Liked by 1 person

    1. does your lack of smell affect your sense of taste? and I can see how you would be extra diligent in trying to control odors.

      and I guess that’s why people should bake cookies and light canfles when they are trying to selll a house

      Liked by 1 person

      1. So I get asked that a lot and my answer always is, I have no idea lol I don’t know what it’s like to eat with a sense of smell.. However, I do tend to like foods with a lot of flavour.. Like spicy etc… Italian food is mostly herb-based and I tend to need more flavour than that! 🤷

        Liked by 1 person

      2. thanks for responding; it seemsl ike you must have some sense of taste!

        I just never thought of it that way. Perhaps someone who once had their sense of smell and taste and then lost their sense of smell might have better insight into such a possibility…

        Liked by 1 person

      3. It’s quite complex… I feel the effects of things like bleach and nail polish remover but I can’t actually identify or differentiate between different smells…

        We’ve actually done blind taste tests before and simple flavours were difficult for me to identify bc I couldn’t see them…. 🙄🤔🤔

        Liked by 1 person

  13. Interesting post, Jim. My husband and I are sensitive to different smells. What is okay to him, it’s not okay to me. What is okay to me, it’s too much for him. Between the two of us, we reduce the odor to the minimum. I’m allergic to fragrance so I save money from buying any air freshener. I walked out in the middle of a tour in the perfume factory in Paris. My husband doesn’t like being stuffy, so he opens the windows a little even in the winter to have fresh air coming in. I’m not allergic to pats but I can smell them. My husband doesn’t like pets at all. Are we exempt from nose-blindness?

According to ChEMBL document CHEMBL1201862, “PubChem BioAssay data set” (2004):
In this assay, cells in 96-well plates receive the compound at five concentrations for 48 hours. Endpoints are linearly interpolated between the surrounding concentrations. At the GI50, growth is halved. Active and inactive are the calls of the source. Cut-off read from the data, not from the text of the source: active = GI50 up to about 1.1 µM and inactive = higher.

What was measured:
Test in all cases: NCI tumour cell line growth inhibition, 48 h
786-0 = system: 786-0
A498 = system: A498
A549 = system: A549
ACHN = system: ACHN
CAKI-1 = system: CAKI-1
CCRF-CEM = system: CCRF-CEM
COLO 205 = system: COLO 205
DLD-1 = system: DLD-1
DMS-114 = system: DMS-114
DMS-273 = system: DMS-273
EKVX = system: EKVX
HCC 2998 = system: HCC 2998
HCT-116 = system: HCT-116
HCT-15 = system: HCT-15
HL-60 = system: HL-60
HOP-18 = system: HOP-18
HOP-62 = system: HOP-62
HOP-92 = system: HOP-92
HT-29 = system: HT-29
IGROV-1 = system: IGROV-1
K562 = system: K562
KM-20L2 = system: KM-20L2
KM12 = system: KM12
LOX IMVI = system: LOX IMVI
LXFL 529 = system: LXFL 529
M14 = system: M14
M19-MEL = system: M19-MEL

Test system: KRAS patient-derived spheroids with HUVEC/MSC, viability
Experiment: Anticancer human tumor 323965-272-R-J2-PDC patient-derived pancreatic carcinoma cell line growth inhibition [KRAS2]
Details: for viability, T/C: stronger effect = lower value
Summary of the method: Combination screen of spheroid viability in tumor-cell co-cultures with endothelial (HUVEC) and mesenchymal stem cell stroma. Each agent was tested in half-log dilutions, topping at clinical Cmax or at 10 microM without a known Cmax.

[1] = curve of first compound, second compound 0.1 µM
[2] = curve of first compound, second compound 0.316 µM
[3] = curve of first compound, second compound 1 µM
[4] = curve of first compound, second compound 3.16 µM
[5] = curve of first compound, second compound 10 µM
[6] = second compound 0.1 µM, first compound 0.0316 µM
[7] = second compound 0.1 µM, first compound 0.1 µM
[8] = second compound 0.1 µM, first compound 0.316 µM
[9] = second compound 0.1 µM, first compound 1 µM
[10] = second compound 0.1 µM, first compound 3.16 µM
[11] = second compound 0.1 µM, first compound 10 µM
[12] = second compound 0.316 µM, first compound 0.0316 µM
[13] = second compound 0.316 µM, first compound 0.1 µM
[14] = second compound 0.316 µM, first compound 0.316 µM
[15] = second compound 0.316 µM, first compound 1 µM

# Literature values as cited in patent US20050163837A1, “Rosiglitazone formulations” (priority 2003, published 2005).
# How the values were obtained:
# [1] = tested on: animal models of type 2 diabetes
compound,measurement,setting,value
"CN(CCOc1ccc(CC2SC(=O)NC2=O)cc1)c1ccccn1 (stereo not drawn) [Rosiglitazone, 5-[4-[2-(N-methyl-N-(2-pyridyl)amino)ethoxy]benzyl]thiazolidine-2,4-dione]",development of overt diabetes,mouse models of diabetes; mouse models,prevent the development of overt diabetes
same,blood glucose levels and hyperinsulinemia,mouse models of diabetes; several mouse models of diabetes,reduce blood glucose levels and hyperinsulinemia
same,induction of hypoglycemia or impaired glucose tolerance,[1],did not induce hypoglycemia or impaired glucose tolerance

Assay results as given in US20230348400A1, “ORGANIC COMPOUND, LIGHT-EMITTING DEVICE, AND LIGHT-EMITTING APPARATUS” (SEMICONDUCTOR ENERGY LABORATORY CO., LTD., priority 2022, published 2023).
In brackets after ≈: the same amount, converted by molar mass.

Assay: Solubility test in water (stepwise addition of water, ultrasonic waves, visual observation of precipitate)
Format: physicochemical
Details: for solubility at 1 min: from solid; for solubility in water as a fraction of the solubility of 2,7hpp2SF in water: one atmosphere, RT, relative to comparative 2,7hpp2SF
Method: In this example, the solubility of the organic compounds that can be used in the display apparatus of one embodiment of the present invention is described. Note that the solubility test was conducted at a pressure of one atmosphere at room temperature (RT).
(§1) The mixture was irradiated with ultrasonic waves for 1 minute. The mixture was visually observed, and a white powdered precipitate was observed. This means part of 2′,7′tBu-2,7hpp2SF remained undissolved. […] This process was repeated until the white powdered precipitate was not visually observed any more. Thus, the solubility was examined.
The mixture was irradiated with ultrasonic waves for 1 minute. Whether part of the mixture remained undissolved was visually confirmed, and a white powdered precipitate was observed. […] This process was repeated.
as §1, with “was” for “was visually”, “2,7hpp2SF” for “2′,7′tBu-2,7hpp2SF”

Liked by 1 person

    1. it seems like between you and your husband, you’ve got every potential source of nose blinness under control!

      many fragrances bother me as well, but some of them do smell nice.

      and I siwh we lived somewhere where we could keep our windows open more often…


      1. When I sing in the choirs, oratorios, etc, the conductors made it clear that no body should wear perfumes or colongue during the performances. Someone who is allergic to it may feel sick and interrupt the performance (such as having tearing eyes).

        My daughter in Portland, OR, doesn’t have the windows open in the winter ❄️.

        Liked by 1 person

      2. No, the music wouldn’t drown the coughing. It’s not polite or acceptable to cough during the music. People try to suppress it. We take cough drops with us. My daughter almost cancell going to see the Nutcracker with my granddaughter when she had a cough. I told her to give Autumn the cough medicine before the performance. It stopped her coughing for a couple hours.

        We clear the throats when the orchestra pauses in between the movements. The director starts the next movement When the audience stops coughing and quiets down. 😁😄

        Liked by 1 person